I was recently reminded about a short-lived show on CNBC that was described as a cross between Shark Tank and Top Chef. (Seriously... Can’t you see that producer walking into a meeting with CNBC and pitching it exactly that way.) The show was called Restaurant Startup. Curiosity got the best of me and I checked it out. The setup is that there are two teams of restaurant owners who approach the “sharks” with their concepts. In one episode they were a married couple who ran a Lebanese-themed deli in Oklaho- ma City who wanted to expand into a sit-down restaurant, and the pair of good ol’ boys with a southern comfort food joint in Kingsport, Tennessee, who wanted to open a second location in Knoxville. The sharks sample some dishes and quiz the competitors on their operations. They pick one and give them 36 hours and $7,500 to show off their food and their skills in a pop-up res- taurant. After that “opening night”, they decide whether to invest their own money in the concept. Early in the show, the good ol’ boys serve the sharks some dishes prepared from the owner’s grandma’s recipe book. And this shrimp and grits did look mighty tasty. One shark asked the chef how much the owner currently charges for it in Kingsport, and learned it was $12. Then he asked how much the average check was, and learned it was just $13. “This is a $20 dish in Knoxville,” he said, pointing down at the grits. “You need a $35 average check to make it work there.” The chef did not want to hear that he had to raise prices, and much wailing and gnashing of teeth ensued. He objected that diners in his town wouldn’t pay that much for the food. His grandmother who came up with the recipe wouldn’t want him charging that much for the food. And he wanted
everybody to be able to afford to eat at his restaurant and enjoy his grandmother’s great dishes. (Does any of this sound familiar? I can just hear some of you saying “my customers won’t pay any more!”) Continued on page 2
P A G E 2 V O L U M E 1 3 , I S S U E 6 T A X I N G T I M E S
It’s a Familiar Refrain—continued from page 1 The sharks agreed that it would be a big jump to raise prices to those levels, but they insisted that the point of running a restaurant isn’t just to share grandma’s southern comfort. It is to make money—and making money in this case would require higher prices. The sharks chose the good ol’ boys for the test kitchen, and set them up with a local consultant to help walk them through the process. Once again, pricing came up. The owner said flat out “I don’t want to serve a $19 piece of fish.” The consultant explained the restaurant isn’t just serv- ing a piece of fish, it’s serving an experience— then proceeded to show the owner how he could garnish and plate the fish to look like it’s worth the price he had to ask diners to pay. At that point you could almost see the light bulb go on over his head. He readily agreed to raise his prices, and the pop-up restaurant opened for business. Diners who filed in that night loved the food. Unfortunately for our good ol’ boys, service and management weren’t as good as they should have been and the sharks declined to fund the concept. It was a hard lesson for them to take home to Tennessee. And here’s our lesson for the day. If you’re like most small business owners I know, you at least profess to want to run your business to make money. You may think your customers won’t pay more— but, you’re probably wrong. You may think that your mentor, or the person you bought your business from (who didn’t charge enough himself) would disapprove— but, it’s your business not theirs. And you may really want everyone in town to be able to enjoy your great product or service—but, can you really make the kind of money you deserve if you price yourself into bankruptcy?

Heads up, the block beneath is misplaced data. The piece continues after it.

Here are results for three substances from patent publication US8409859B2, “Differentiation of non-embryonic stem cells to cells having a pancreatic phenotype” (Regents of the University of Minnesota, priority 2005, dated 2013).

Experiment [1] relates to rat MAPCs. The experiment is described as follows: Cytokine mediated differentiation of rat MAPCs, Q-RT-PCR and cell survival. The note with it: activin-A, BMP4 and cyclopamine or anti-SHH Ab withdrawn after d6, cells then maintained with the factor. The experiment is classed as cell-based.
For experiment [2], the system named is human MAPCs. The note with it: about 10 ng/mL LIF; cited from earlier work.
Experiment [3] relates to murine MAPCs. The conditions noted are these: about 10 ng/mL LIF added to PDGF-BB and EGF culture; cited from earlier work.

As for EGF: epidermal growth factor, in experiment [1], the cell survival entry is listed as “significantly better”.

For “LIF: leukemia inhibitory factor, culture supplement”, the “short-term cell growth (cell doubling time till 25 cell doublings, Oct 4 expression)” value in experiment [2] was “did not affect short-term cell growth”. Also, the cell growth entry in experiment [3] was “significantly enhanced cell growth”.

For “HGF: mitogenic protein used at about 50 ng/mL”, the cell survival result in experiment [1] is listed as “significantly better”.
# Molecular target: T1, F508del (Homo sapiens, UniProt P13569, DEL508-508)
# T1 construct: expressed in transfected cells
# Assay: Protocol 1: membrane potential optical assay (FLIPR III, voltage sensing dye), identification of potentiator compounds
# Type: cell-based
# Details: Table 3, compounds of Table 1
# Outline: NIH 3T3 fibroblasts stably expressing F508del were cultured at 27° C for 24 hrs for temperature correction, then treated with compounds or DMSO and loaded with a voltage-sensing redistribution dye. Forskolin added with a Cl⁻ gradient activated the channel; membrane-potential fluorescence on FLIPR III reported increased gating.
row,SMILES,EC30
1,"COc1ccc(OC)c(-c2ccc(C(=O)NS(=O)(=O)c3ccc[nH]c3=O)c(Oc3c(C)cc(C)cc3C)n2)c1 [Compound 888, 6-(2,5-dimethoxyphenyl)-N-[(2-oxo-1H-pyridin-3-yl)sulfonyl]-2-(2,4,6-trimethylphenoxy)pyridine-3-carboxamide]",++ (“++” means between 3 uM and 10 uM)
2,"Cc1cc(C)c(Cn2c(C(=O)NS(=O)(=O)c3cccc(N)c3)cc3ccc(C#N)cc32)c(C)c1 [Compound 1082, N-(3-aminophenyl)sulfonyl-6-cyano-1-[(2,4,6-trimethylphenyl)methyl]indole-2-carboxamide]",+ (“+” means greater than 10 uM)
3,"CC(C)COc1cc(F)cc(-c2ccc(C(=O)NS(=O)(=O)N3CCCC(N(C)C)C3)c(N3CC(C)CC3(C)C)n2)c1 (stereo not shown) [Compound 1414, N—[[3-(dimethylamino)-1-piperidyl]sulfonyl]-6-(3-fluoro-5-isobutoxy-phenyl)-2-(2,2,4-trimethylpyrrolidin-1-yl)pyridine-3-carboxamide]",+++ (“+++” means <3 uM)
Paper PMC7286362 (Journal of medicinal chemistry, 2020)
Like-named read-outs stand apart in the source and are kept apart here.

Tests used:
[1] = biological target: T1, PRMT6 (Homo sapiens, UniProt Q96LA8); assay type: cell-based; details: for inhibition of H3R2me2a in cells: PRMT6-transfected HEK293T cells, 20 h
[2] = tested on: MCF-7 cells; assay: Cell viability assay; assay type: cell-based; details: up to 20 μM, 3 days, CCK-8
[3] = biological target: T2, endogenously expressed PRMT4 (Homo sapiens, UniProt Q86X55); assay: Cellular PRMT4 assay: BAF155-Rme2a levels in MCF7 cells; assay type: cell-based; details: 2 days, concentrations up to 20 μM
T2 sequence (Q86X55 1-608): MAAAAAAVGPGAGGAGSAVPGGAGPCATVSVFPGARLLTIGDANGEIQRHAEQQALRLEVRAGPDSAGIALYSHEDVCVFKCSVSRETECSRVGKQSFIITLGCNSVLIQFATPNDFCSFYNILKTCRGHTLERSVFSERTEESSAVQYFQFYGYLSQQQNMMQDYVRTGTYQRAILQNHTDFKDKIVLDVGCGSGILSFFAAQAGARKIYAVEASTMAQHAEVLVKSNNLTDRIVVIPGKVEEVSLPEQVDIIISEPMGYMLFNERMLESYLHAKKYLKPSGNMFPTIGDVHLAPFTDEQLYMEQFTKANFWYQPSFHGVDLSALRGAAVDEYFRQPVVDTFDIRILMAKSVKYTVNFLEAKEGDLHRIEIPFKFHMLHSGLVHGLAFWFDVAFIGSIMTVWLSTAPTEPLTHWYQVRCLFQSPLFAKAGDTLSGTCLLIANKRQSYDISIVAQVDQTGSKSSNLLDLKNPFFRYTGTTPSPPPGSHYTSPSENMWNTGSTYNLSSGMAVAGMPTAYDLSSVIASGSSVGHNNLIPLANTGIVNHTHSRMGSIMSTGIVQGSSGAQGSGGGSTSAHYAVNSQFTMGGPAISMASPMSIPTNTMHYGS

Keep Yourself at Seventeen Inches May 16, 2021, was the University of South Alabama Jaguars final home baseball game of the season. I sat there in the after-
noon sun with two of my grandsons, Jackson and Tyler. I was wearing #3 as a tribute to USA’s legendary coach, Steve Kittrell,
and I remembered the ceremony a few years back when they retired his number.
And then I remembered this article I published that year. It’s about a story originally written by baseball consultant Chris
Sperry for Baseball Life, but don’t let that keep you non-baseball fans from reading on. Baseball was simply the context, not the
story.
In Nashville, Tennessee, during the first week of January 1996, more than 4,000 baseball coaches descended upon the Opryland
Hotel for the 52nd annual ABCA convention.
During registration, I heard more veteran coach’s conversations returning to the speaker lineup. One name, in particular, kept
resurfacing, always with the same sentiment – “John Scolinos is here? Oh man, worth every penny of my airfare.”
At the time, Coach Scolinos was 78 years old and five years retired from a college coaching career that began in 1948. He shuf-
fled to the stage to an impressive standing ovation, wearing dark polyester pants, a light blue shirt, and a string around his
neck from which hung home plate - a full-sized, stark white home plate. Seriously, I wondered, who in the hell is this guy?
After speaking for 25 minutes, not once mentioning the prop hanging around his neck, Coach Scolinos appeared to notice the
snickering among some of the coaches. Even those who knew Coach Scolinos had to wonder exactly where he was going with
this, or if he had simply forgotten about home plate since he’d gotten on stage.
Then, finally… “You’re probably all wondering why I’m wearing home plate around my neck. Or maybe you think I escaped
from Camarillo State Hospital,” he said, his voice growing irascible. I laughed along with the others, acknowledging the possi-